feckless

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Freeman repeatedly identifies and condemns the arrogance and fecklessness of American foreign policy.
There was a last gasp of this glorious fecklessness in Anthony Andrew's performance as Sebastian Flight which helped to make Brideshead Revisited one of the greatest serials of all time and still much relished today.
THE plight of people trapped on welfare benefits is more to do with the failings of the system than their fecklessness, a new report claims.
The mystery piece, about a missing husband, is really a vehicle for exploring verbal harassment, snobbery, and paternal fecklessness in the eternal Chinese family and the neighborhoods hiding it.
It's been accompanied by all the "usual suspects," including fecklessness, over-confidence, and greed.
She said: "In contrast to the ignorance, fecklessness and hazardous consequences reiterated in policy and media, our research makes it clear that young parenthood can make sense and be valued and can even provide an impetus for teenage mothers and fathers to strive to provide a better life for their children.
he is civilization, informing the barbarians of the fecklessness of their plight.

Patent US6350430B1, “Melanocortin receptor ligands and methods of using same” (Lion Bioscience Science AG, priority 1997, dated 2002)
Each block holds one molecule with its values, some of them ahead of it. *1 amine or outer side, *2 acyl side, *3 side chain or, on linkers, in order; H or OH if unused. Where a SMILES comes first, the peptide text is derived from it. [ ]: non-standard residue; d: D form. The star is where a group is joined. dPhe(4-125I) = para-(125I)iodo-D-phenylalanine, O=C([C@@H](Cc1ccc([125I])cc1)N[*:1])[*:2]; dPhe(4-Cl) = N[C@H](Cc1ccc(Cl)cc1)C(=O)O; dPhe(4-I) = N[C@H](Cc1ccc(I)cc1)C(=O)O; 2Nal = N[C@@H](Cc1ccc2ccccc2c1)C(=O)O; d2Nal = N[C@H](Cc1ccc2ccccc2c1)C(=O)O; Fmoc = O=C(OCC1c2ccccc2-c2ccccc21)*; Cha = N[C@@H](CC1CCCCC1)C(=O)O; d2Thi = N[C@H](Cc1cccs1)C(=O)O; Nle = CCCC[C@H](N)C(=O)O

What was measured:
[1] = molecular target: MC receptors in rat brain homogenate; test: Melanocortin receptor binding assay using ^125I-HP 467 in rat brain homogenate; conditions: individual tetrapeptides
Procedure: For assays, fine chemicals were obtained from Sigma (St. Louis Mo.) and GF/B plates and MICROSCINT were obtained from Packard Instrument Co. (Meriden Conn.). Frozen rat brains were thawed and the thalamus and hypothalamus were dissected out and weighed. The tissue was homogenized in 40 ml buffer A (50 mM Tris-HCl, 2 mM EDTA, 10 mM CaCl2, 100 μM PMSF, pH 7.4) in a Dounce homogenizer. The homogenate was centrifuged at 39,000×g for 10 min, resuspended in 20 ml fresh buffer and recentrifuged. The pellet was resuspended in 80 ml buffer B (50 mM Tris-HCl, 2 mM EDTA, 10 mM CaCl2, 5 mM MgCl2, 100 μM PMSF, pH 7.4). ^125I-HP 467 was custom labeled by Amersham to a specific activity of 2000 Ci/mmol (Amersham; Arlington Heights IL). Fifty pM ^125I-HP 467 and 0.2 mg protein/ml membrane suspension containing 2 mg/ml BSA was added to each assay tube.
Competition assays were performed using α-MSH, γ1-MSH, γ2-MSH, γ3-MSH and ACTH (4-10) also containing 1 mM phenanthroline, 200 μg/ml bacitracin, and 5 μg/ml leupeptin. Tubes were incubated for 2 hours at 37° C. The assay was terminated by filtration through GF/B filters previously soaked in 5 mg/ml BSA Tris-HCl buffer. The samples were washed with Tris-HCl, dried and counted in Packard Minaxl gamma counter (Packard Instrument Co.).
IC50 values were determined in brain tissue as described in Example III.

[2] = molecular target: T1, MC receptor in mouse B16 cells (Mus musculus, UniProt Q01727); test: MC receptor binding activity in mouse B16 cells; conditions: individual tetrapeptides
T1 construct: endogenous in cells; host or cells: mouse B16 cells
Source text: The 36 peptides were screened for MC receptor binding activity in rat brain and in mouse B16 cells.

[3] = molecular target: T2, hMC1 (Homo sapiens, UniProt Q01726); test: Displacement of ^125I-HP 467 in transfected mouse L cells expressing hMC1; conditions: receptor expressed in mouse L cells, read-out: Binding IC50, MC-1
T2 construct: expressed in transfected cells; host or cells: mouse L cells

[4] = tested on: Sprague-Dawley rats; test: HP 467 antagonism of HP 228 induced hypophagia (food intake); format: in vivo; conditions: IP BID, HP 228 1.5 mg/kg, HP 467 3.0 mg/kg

To be sure, her narrative of mainline Protestant fecklessness is a familiar one, and on one level irrefutable; by all kinds of measurements, twentieth-century liberals failed to understand the scope of their institutional peril.
Schools of education, which have themselves been under fire for their seeming fecklessness at training teachers or visionary policy makers, are under enormous pressure to cure America's present educational ills, and so are less apt than ever to see value in contemplating their own past.
To me the most telling was the one reached by Middle Eastern terrorists, that the United States had neither the will nor the means to respond effectively to a terrorist attack, a conclusion seemingly borne out by our fecklessness toward terrorist attacks in the 1990s: in 1993 on the World Trade Center; on Air Force troops at Khobar Towers in Saudi Arabia in 1996; on our embassies in Tanzania and Kenya in 1998; on the destroyer Cole in 2000.
Yglesias finds the root of this error in a Democratic Party whose ignorance and fecklessness prevented it from providing coherent opposition to the president's war schemes, both initially and over the first years of the war.
Through this lens, procrastination would become a sign of one's continued involvement rather than its thwarting; avoiding the job testifies to the writer's engagement with it rather than his/her negligence or fecklessness.